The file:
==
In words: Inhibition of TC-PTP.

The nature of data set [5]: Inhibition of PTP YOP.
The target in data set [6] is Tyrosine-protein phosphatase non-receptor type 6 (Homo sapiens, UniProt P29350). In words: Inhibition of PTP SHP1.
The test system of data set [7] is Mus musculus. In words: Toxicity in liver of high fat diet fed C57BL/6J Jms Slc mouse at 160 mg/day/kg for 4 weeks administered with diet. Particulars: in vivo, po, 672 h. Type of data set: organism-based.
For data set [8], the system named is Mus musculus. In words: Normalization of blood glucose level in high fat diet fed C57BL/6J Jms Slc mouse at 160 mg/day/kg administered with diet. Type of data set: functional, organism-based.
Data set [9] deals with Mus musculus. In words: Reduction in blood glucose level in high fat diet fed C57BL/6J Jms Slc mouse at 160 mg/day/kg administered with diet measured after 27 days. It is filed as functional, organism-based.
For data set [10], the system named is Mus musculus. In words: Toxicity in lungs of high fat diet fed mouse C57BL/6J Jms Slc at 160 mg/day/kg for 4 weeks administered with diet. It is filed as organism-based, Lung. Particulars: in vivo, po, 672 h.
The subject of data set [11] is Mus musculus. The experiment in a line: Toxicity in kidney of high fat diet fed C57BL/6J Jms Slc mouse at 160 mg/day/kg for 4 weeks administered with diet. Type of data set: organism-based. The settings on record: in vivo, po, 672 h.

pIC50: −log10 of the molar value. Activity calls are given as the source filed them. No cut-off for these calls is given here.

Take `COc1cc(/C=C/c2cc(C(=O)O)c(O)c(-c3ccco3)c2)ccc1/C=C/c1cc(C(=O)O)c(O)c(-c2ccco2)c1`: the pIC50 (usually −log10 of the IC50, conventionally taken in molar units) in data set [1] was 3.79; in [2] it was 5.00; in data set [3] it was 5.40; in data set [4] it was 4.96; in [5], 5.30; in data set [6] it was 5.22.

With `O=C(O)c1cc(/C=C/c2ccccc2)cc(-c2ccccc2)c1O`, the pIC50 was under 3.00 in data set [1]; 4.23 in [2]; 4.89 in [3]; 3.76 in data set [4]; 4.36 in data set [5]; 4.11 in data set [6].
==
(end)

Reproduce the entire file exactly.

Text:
In words: Inhibition of TC-PTP.

The nature of data set [5]: Inhibition of PTP YOP.
The target in data set [6] is Tyrosine-protein phosphatase non-receptor type 6 (Homo sapiens, UniProt P29350). In words: Inhibition of PTP SHP1.
The test system of data set [7] is Mus musculus. In words: Toxicity in liver of high fat diet fed C57BL/6J Jms Slc mouse at 160 mg/day/kg for 4 weeks administered with diet. Particulars: in vivo, po, 672 h. Type of data set: organism-based.
For data set [8], the system named is Mus musculus. In words: Normalization of blood glucose level in high fat diet fed C57BL/6J Jms Slc mouse at 160 mg/day/kg administered with diet. Type of data set: functional, organism-based.
Data set [9] deals with Mus musculus. In words: Reduction in blood glucose level in high fat diet fed C57BL/6J Jms Slc mouse at 160 mg/day/kg administered with diet measured after 27 days. It is filed as functional, organism-based.
For data set [10], the system named is Mus musculus. In words: Toxicity in lungs of high fat diet fed mouse C57BL/6J Jms Slc at 160 mg/day/kg for 4 weeks administered with diet. It is filed as organism-based, Lung. Particulars: in vivo, po, 672 h.
The subject of data set [11] is Mus musculus. The experiment in a line: Toxicity in kidney of high fat diet fed C57BL/6J Jms Slc mouse at 160 mg/day/kg for 4 weeks administered with diet. Type of data set: organism-based. The settings on record: in vivo, po, 672 h.

pIC50: −log10 of the molar value. Activity calls are given as the source filed them. No cut-off for these calls is given here.

Take `COc1cc(/C=C/c2cc(C(=O)O)c(O)c(-c3ccco3)c2)ccc1/C=C/c1cc(C(=O)O)c(O)c(-c2ccco2)c1`: the pIC50 (usually −log10 of the IC50, conventionally taken in molar units) in data set [1] was 3.79; in [2] it was 5.00; in data set [3] it was 5.40; in data set [4] it was 4.96; in [5], 5.30; in data set [6] it was 5.22.

With `O=C(O)c1cc(/C=C/c2ccccc2)cc(-c2ccccc2)c1O`, the pIC50 was under 3.00 in data set [1]; 4.23 in [2]; 4.89 in [3]; 3.76 in data set [4]; 4.36 in data set [5]; 4.11 in data set [6].